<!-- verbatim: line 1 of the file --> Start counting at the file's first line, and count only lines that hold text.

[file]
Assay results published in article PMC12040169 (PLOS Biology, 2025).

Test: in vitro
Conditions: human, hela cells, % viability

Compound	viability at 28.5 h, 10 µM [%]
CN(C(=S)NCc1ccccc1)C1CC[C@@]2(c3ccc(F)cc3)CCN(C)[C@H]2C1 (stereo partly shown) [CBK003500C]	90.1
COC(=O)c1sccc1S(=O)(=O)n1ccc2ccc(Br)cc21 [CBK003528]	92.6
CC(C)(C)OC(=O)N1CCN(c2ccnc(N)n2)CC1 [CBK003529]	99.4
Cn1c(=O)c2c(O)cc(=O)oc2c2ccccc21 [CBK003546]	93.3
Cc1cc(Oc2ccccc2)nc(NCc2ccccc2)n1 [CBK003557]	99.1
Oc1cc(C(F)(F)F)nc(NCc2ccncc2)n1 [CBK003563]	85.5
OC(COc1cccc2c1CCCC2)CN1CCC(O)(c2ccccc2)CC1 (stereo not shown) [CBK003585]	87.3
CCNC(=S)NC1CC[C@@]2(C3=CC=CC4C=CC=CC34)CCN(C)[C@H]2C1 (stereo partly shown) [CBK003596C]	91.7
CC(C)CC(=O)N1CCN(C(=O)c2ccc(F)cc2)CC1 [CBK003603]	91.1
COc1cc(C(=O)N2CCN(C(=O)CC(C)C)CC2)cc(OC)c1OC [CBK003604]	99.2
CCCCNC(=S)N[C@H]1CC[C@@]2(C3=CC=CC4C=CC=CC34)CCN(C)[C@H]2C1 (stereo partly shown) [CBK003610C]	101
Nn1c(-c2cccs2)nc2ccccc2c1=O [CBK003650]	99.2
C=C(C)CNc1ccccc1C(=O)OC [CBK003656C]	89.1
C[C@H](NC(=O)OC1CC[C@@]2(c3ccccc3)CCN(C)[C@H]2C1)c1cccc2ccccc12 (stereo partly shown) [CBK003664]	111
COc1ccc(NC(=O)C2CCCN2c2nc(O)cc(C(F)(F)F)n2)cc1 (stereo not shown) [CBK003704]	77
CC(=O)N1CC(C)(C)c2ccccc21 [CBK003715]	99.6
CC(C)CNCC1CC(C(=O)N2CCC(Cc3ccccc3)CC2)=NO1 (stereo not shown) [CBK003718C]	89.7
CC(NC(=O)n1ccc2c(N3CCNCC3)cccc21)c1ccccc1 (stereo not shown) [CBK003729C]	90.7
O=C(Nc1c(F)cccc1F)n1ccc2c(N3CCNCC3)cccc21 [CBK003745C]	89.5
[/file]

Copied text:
Assay results published in article PMC12040169 (PLOS Biology, 2025).